Marchers gather for annual B.C. event to honour missing, murdered women

Charlene Brunelle wipes her eye as she listens to people speak about loved ones they have lost, before the annual Women’s Memorial March in Vancouver, B.C., Sunday, Feb. 14, 2021. The march is held to honour missing and murdered women and girls from the community with stops along the way to commemorate where women were last seen or found. THE CANADIAN PRESS/Darryl DyckCharlene Brunelle wipes her eye as she listens to people speak about loved ones they have lost, before the annual Women’s Memorial March in Vancouver, B.C., Sunday, Feb. 14, 2021. The march is held to honour missing and murdered women and girls from the community with stops along the way to commemorate where women were last seen or found. THE CANADIAN PRESS/Darryl Dyck
A woman raises her hands to the west before the annual Women’s Memorial March in Vancouver, B.C., Friday, Feb. 14, 2020. Hundreds gathered in the snow for the 30th annual Women’s Memorial March in Vancouver, B.C. to pay tribute to women who have gone missing and or been murdered in the city. THE CANADIAN PRESS/Darryl DyckA woman raises her hands to the west before the annual Women’s Memorial March in Vancouver, B.C., Friday, Feb. 14, 2020. Hundreds gathered in the snow for the 30th annual Women’s Memorial March in Vancouver, B.C. to pay tribute to women who have gone missing and or been murdered in the city. THE CANADIAN PRESS/Darryl Dyck

Despite the hurt and emotional trauma of reliving her sister and niece’s death, Pauline Johnson said she has yet to miss a year of the Women’s Memorial March in Vancouver’s Downtown Eastside, now in its 30th year.

Johnson was one of the hundreds of people who gathered in the snow for the annual march, which is held to honour and remember women lost to violence, abuse, poverty and systemic racism.

Johnson’s sister Rose Marie Johnson died in 1980, and her death has been linked to a man who was convicted of another death in a separate incident.

Charlene Kerr, Johnson’s niece, was stabbed to death in the Lamplighter Hotel in the 1980s.

“There should be some change. It’s disheartening that there isn’t,” she said, adding that there needs to be more awareness of the violence Indigenous women and men face.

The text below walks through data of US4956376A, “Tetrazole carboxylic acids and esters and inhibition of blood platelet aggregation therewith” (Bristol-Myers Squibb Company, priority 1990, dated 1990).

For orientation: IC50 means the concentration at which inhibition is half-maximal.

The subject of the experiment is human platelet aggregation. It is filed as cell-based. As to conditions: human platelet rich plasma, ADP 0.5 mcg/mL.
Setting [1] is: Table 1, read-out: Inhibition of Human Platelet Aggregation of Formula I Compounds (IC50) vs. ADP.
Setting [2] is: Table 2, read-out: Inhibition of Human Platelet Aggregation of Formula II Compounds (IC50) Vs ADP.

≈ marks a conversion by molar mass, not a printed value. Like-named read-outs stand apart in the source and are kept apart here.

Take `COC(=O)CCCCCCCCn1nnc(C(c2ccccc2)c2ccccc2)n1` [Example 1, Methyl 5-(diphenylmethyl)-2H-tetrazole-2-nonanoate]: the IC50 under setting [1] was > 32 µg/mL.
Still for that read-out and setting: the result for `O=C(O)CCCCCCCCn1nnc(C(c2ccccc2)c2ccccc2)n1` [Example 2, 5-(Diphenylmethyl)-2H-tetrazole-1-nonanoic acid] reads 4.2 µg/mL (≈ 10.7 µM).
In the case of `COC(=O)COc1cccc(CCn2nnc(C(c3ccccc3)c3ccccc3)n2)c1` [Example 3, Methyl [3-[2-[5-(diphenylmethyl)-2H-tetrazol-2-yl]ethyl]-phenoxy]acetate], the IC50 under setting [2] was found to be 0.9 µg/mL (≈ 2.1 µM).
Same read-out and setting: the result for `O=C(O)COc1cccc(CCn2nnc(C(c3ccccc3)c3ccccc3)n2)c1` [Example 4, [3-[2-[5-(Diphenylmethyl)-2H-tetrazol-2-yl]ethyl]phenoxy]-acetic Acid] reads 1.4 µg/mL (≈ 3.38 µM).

Johnson said little has been done to properly investigate the disproportionate amount of Indigenous women that go missing or are killed in Vancouver’s Downtown Eastside neighbourhood.

“Because we’re First Nation, we’re meaningless to society. That gets to be tiresome,” she said.

Serial killer Robert Pickton was convicted in 2007 on six counts of second-degree murder but is suspected of killing dozens of women who went missing from the Downtown Eastside.

Vancouver police were criticized for not taking the cases seriously because many of the missing were sex workers or drug users.

Myrna Cranmer, one of the event’s co-organizers, said both violence and COVID-19 have had a profound affect on the health of women in Vancouver’s Downtown Eastside neighbourhood this past year.

She estimates 50 women from the neighbourhood have died under violent circumstances or from COVID-19 since last March.

“Some of the names that come up every year, it just really hurts my heart,” Cranmer said. “I’ve known these women, I’ve worked with them and it’s just very sad.”

Vancouver police couldn’t confirm the number, saying it would not be possible to accurately search for cases by gender or trace where someone from the neighbourhood may have died, such as a hospital or a different part of the city.

The case of Tonya Hyer, who was found beaten to death in a hotel operated by non-profit dedicated to ending violence against women on Jan. 19, 2020, has stuck with Cranmer.

“They still don’t know who killed Tonya,” Cranmer said. “We need to remember their names, even if it’s only for that one day. The women in the Downtown Eastside are ignored to death. No one remembers them.”

Vancouver police spokesman Sgt. Steve Addison said Hyer’s death is still an active investigation and no arrests have been made.

Due to COVID-19, Sunday’s march was livestreamed to allow people to stay home if they were sick or did not feel comfortable attending a large event.

Provincial government officials issued a joint statement Sunday recognizing the 30th anniversary of the march and highlighting the challenges faced by Indigenous women, particularly during the COVID-19 pandemic.

The officials, including Premier John Horgan and Indigenous Relations Minister Murray Rankin, noted that one in five Indigenous women had reported being a victim of physical or psychological violence across Canada during the COVID-19 pandemic.

They promised to continue working with Indigenous communities to end gender-based violence in B.C.